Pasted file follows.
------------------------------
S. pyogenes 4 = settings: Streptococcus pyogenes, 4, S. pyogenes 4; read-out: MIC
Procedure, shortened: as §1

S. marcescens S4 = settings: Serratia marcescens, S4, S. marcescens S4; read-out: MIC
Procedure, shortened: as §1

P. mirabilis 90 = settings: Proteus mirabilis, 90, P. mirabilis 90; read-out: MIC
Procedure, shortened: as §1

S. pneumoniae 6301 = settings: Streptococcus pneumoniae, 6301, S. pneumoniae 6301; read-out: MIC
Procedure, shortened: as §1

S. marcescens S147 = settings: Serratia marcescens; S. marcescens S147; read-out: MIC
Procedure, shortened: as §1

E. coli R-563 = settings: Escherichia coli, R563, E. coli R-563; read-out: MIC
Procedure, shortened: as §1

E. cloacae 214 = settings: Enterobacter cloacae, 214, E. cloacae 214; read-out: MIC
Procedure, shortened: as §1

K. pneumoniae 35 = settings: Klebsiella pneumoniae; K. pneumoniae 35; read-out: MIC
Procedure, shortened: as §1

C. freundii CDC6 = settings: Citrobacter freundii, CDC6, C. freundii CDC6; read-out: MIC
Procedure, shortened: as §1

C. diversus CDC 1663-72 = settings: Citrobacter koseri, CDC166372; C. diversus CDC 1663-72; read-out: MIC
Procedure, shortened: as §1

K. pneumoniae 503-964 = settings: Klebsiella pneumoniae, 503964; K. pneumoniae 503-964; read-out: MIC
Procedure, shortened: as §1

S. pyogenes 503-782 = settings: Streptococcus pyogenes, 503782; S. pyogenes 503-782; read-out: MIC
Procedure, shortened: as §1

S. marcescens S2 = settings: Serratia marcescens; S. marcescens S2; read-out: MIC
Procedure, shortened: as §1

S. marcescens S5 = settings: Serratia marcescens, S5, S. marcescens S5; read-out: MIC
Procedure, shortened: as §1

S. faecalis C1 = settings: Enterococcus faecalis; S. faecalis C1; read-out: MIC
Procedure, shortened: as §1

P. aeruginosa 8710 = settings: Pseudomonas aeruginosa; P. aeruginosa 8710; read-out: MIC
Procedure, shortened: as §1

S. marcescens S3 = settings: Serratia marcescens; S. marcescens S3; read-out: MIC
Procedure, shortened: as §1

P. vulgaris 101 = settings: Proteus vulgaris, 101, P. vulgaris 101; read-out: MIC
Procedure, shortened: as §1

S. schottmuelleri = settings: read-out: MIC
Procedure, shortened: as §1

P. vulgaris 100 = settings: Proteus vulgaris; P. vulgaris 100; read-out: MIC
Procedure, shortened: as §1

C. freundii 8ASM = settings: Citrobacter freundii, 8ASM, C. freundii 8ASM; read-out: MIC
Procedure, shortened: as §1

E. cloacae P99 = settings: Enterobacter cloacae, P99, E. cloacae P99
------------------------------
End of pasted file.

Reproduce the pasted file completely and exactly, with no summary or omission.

S. pyogenes 4 = settings: Streptococcus pyogenes, 4, S. pyogenes 4; read-out: MIC
Procedure, shortened: as §1

S. marcescens S4 = settings: Serratia marcescens, S4, S. marcescens S4; read-out: MIC
Procedure, shortened: as §1

P. mirabilis 90 = settings: Proteus mirabilis, 90, P. mirabilis 90; read-out: MIC
Procedure, shortened: as §1

S. pneumoniae 6301 = settings: Streptococcus pneumoniae, 6301, S. pneumoniae 6301; read-out: MIC
Procedure, shortened: as §1

S. marcescens S147 = settings: Serratia marcescens; S. marcescens S147; read-out: MIC
Procedure, shortened: as §1

E. coli R-563 = settings: Escherichia coli, R563, E. coli R-563; read-out: MIC
Procedure, shortened: as §1

E. cloacae 214 = settings: Enterobacter cloacae, 214, E. cloacae 214; read-out: MIC
Procedure, shortened: as §1

K. pneumoniae 35 = settings: Klebsiella pneumoniae; K. pneumoniae 35; read-out: MIC
Procedure, shortened: as §1

C. freundii CDC6 = settings: Citrobacter freundii, CDC6, C. freundii CDC6; read-out: MIC
Procedure, shortened: as §1

C. diversus CDC 1663-72 = settings: Citrobacter koseri, CDC166372; C. diversus CDC 1663-72; read-out: MIC
Procedure, shortened: as §1

K. pneumoniae 503-964 = settings: Klebsiella pneumoniae, 503964; K. pneumoniae 503-964; read-out: MIC
Procedure, shortened: as §1

S. pyogenes 503-782 = settings: Streptococcus pyogenes, 503782; S. pyogenes 503-782; read-out: MIC
Procedure, shortened: as §1

S. marcescens S2 = settings: Serratia marcescens; S. marcescens S2; read-out: MIC
Procedure, shortened: as §1

S. marcescens S5 = settings: Serratia marcescens, S5, S. marcescens S5; read-out: MIC
Procedure, shortened: as §1

S. faecalis C1 = settings: Enterococcus faecalis; S. faecalis C1; read-out: MIC
Procedure, shortened: as §1

P. aeruginosa 8710 = settings: Pseudomonas aeruginosa; P. aeruginosa 8710; read-out: MIC
Procedure, shortened: as §1

S. marcescens S3 = settings: Serratia marcescens; S. marcescens S3; read-out: MIC
Procedure, shortened: as §1

P. vulgaris 101 = settings: Proteus vulgaris, 101, P. vulgaris 101; read-out: MIC
Procedure, shortened: as §1

S. schottmuelleri = settings: read-out: MIC
Procedure, shortened: as §1

P. vulgaris 100 = settings: Proteus vulgaris; P. vulgaris 100; read-out: MIC
Procedure, shortened: as §1

C. freundii 8ASM = settings: Citrobacter freundii, 8ASM, C. freundii 8ASM; read-out: MIC
Procedure, shortened: as §1

E. cloacae P99 = settings: Enterobacter cloacae, P99, E. cloacae P99